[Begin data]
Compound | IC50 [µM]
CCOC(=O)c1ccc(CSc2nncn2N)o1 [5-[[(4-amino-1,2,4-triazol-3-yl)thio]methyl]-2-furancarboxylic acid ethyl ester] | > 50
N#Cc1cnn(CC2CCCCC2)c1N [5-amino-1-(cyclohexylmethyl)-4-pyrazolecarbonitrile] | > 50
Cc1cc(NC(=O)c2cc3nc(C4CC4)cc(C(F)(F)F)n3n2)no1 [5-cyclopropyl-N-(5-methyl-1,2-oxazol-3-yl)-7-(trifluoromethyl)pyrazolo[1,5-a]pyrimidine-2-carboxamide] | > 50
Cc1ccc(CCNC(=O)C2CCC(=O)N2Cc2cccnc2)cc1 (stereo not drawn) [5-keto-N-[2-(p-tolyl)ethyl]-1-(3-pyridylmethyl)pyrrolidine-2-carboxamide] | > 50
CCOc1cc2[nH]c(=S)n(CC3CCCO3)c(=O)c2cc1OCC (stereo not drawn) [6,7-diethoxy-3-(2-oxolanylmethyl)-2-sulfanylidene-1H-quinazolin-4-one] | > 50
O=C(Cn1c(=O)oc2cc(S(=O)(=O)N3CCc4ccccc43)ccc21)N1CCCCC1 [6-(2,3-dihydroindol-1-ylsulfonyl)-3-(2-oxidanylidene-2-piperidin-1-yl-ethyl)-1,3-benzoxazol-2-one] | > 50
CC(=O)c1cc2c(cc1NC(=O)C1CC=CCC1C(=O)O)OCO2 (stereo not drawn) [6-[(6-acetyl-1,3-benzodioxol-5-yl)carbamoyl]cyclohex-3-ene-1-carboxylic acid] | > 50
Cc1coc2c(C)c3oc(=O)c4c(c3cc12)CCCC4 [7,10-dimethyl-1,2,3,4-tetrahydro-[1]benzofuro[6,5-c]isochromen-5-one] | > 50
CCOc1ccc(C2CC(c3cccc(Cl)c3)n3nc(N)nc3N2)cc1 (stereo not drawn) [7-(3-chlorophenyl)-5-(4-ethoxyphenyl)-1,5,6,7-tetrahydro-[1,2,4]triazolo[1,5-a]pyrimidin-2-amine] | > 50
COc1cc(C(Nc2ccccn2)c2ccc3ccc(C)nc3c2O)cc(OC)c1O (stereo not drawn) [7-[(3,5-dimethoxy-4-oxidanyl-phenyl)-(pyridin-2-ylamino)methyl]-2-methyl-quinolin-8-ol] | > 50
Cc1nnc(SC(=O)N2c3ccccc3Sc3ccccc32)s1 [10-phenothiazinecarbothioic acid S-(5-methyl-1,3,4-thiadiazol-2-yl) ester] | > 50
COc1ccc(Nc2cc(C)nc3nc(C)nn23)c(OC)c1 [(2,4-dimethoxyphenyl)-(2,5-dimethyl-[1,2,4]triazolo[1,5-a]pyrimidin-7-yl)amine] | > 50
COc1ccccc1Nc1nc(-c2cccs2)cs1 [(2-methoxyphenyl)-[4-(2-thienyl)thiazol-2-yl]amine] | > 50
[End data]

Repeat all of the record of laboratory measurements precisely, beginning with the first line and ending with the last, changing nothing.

Compound | IC50 [µM]
CCOC(=O)c1ccc(CSc2nncn2N)o1 [5-[[(4-amino-1,2,4-triazol-3-yl)thio]methyl]-2-furancarboxylic acid ethyl ester] | > 50
N#Cc1cnn(CC2CCCCC2)c1N [5-amino-1-(cyclohexylmethyl)-4-pyrazolecarbonitrile] | > 50
Cc1cc(NC(=O)c2cc3nc(C4CC4)cc(C(F)(F)F)n3n2)no1 [5-cyclopropyl-N-(5-methyl-1,2-oxazol-3-yl)-7-(trifluoromethyl)pyrazolo[1,5-a]pyrimidine-2-carboxamide] | > 50
Cc1ccc(CCNC(=O)C2CCC(=O)N2Cc2cccnc2)cc1 (stereo not drawn) [5-keto-N-[2-(p-tolyl)ethyl]-1-(3-pyridylmethyl)pyrrolidine-2-carboxamide] | > 50
CCOc1cc2[nH]c(=S)n(CC3CCCO3)c(=O)c2cc1OCC (stereo not drawn) [6,7-diethoxy-3-(2-oxolanylmethyl)-2-sulfanylidene-1H-quinazolin-4-one] | > 50
O=C(Cn1c(=O)oc2cc(S(=O)(=O)N3CCc4ccccc43)ccc21)N1CCCCC1 [6-(2,3-dihydroindol-1-ylsulfonyl)-3-(2-oxidanylidene-2-piperidin-1-yl-ethyl)-1,3-benzoxazol-2-one] | > 50
CC(=O)c1cc2c(cc1NC(=O)C1CC=CCC1C(=O)O)OCO2 (stereo not drawn) [6-[(6-acetyl-1,3-benzodioxol-5-yl)carbamoyl]cyclohex-3-ene-1-carboxylic acid] | > 50
Cc1coc2c(C)c3oc(=O)c4c(c3cc12)CCCC4 [7,10-dimethyl-1,2,3,4-tetrahydro-[1]benzofuro[6,5-c]isochromen-5-one] | > 50
CCOc1ccc(C2CC(c3cccc(Cl)c3)n3nc(N)nc3N2)cc1 (stereo not drawn) [7-(3-chlorophenyl)-5-(4-ethoxyphenyl)-1,5,6,7-tetrahydro-[1,2,4]triazolo[1,5-a]pyrimidin-2-amine] | > 50
COc1cc(C(Nc2ccccn2)c2ccc3ccc(C)nc3c2O)cc(OC)c1O (stereo not drawn) [7-[(3,5-dimethoxy-4-oxidanyl-phenyl)-(pyridin-2-ylamino)methyl]-2-methyl-quinolin-8-ol] | > 50
Cc1nnc(SC(=O)N2c3ccccc3Sc3ccccc32)s1 [10-phenothiazinecarbothioic acid S-(5-methyl-1,3,4-thiadiazol-2-yl) ester] | > 50
COc1ccc(Nc2cc(C)nc3nc(C)nn23)c(OC)c1 [(2,4-dimethoxyphenyl)-(2,5-dimethyl-[1,2,4]triazolo[1,5-a]pyrimidin-7-yl)amine] | > 50
COc1ccccc1Nc1nc(-c2cccs2)cs1 [(2-methoxyphenyl)-[4-(2-thienyl)thiazol-2-yl]amine] | > 50